Counseling One Another

Helping you grow in God's all-sufficient truth and grace

Counseling One Another

Our Working Definition of Counseling

The definition that we work to develop here at Counseling One Another is as follows: Biblical counseling is an intensely focused and personal aspect of the discipleship process, whereby believers come alongside one another for three main purposes: first, to help each other consistently apply Scriptural theology to life in order to experience victory over sin through obedience to Christ; second, by warning each other, in love, of the consequences of sinful actions; and third, by leading each other to make consistent progress in the ongoing process of biblical change in order that we may become spiritually reproductive followers of Jesus Christ. This definition describes the aim of biblical discipleship. Basically, biblical counseling is helping one another, within the body of Christ, to grow to maturity in Him.

Key Terms
The New Testament uses four different words to emphasize this more concentrated aspect of the disciple-making process: parakaleo, protrepo, noutheteo, and paraineo. The meanings and uses of these words help us to envision a well-rounded ministry that is geared toward helping people change.

  1. According to Vine’s Expository Dictionary of Old and New Testament Words, the Greek word parakaleo means “to call to one’s side,” hence, “to call to one’s aid.” It is used for every kind of calling which is meant to produce a particular effect, hence its various meanings such as “comfort, exhort, desire, call for.” The Apostle Peter uses this word to urge Christians to abstain from fleshly lusts (1 Peter 2:11), and the author of Hebrews insists that believers are to encourage one another to be faithful to their local assembly (Heb. 10:25). God’s plan for personal character transformation has always included other persons in the community of the faith because normal spiritual growth does not take place in isolation, but rather alongside others.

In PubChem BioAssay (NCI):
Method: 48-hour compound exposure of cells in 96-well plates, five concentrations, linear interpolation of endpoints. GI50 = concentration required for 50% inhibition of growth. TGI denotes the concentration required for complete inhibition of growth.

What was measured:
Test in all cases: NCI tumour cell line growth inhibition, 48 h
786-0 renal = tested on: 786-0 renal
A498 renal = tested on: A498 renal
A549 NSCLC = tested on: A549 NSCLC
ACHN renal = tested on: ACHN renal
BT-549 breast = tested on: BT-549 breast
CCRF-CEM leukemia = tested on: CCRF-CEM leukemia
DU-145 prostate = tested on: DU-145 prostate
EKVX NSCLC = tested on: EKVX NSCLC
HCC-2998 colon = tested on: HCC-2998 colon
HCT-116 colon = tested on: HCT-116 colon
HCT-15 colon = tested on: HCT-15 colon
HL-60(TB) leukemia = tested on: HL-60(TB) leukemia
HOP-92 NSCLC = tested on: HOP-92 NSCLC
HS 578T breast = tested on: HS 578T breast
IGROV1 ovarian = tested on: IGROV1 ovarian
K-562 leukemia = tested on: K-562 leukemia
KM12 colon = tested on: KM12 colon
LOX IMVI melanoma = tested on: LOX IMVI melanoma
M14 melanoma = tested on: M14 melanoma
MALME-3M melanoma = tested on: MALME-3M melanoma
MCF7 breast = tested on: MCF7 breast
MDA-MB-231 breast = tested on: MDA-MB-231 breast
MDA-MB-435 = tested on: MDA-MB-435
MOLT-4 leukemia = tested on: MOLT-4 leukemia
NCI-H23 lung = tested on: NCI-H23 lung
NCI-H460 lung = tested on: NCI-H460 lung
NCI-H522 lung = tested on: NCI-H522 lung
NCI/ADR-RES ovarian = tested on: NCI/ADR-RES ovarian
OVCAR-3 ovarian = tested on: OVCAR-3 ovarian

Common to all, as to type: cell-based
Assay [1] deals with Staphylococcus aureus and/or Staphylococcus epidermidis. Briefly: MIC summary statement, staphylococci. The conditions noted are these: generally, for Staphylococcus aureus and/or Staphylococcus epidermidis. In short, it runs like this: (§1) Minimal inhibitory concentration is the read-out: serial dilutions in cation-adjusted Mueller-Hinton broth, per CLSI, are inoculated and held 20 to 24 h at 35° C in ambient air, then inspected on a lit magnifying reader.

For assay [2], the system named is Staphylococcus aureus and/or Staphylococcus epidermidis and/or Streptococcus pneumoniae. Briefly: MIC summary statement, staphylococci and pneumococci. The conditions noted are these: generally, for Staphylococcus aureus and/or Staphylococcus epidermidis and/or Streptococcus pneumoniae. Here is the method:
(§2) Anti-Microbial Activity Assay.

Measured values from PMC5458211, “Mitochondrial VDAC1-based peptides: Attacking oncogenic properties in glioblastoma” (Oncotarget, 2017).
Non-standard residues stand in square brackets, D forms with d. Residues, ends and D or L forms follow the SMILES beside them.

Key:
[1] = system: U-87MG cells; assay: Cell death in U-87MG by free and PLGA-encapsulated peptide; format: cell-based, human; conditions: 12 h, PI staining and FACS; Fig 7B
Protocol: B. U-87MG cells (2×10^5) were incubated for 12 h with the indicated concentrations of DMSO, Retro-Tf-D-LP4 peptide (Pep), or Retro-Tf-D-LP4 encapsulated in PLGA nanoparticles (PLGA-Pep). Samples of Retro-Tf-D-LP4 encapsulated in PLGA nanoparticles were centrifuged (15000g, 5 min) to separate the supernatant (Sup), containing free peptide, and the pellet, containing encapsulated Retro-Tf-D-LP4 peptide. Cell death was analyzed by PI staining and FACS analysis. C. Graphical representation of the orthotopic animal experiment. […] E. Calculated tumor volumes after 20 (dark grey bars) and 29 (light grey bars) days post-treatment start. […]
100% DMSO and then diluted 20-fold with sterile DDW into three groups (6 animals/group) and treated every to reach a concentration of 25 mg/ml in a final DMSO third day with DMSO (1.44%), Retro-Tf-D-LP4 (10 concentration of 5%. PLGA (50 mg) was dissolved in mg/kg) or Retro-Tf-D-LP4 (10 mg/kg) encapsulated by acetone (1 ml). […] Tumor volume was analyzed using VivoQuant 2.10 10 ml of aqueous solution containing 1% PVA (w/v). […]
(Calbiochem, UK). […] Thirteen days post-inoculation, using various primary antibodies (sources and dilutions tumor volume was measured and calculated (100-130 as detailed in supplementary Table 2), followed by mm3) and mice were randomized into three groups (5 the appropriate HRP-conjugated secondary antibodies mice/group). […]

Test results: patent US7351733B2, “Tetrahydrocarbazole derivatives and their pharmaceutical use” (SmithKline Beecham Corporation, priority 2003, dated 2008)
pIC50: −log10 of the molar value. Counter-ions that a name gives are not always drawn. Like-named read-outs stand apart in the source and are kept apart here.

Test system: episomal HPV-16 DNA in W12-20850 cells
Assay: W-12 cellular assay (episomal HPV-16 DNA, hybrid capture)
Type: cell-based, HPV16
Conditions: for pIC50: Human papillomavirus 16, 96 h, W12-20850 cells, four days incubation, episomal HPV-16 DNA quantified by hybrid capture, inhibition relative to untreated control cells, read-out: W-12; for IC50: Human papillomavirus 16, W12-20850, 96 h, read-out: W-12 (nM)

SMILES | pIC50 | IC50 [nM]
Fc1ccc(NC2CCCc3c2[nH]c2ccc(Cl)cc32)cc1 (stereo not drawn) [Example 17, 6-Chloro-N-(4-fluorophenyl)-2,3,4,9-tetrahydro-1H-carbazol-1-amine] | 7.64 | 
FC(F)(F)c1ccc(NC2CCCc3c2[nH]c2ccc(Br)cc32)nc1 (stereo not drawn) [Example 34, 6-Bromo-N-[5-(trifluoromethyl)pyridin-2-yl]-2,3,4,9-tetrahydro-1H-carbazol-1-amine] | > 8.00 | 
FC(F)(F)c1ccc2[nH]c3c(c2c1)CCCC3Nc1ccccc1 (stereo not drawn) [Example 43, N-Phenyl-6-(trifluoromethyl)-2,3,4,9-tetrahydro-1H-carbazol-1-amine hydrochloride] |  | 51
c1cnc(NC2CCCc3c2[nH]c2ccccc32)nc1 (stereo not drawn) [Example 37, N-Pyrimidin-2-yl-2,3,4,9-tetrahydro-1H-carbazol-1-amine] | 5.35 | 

2. The Greek word protrepo means “to urge forward, to push on, to encourage.” For example, when Apollos desired to go to Achaia, the brethren “encouraged” others to welcome him with grace (Acts 18:27). Therefore, we will discover that, from time to time and in varying degrees, every person needs to be motivated to keep pressing forward in his or her pursuit of the application of biblical truth to life.
  3. A Linguistic Key to the Greek New Testament says that the Greek word noutheteo means to admonish or warn. It means to put before the mind so as to “correct through instruction and warning.” It differs slightly from teaching in that it is normally a response to some kind of error or it is a warning against spiritual danger, present or potential. When Paul counseled the Ephesian elders about the danger of the emerging false teachers who would seek to make disciples by their false doctrines, he reminded them of the three years in which he did not cease to admonish them (Acts 20:31). Romans 15:14 teaches that believers should be able to admonish one another biblically. This should always be toward the goal of spiritual maturity (Col. 1:28), and therefore believers should appreciate the shepherds who give them instruction toward that end (1 Thes. 5:12). The noun form, noutesia, means “training by word—either of encouragement, when this is sufficient, or of remonstrance, reproof, or blame, where required.” Therefore, we will also discover that God’s plan for making disciples requires believers to care enough to confront one another when brothers or sisters they love are in error, and to firmly warn or instruct them concerning their spiritual danger.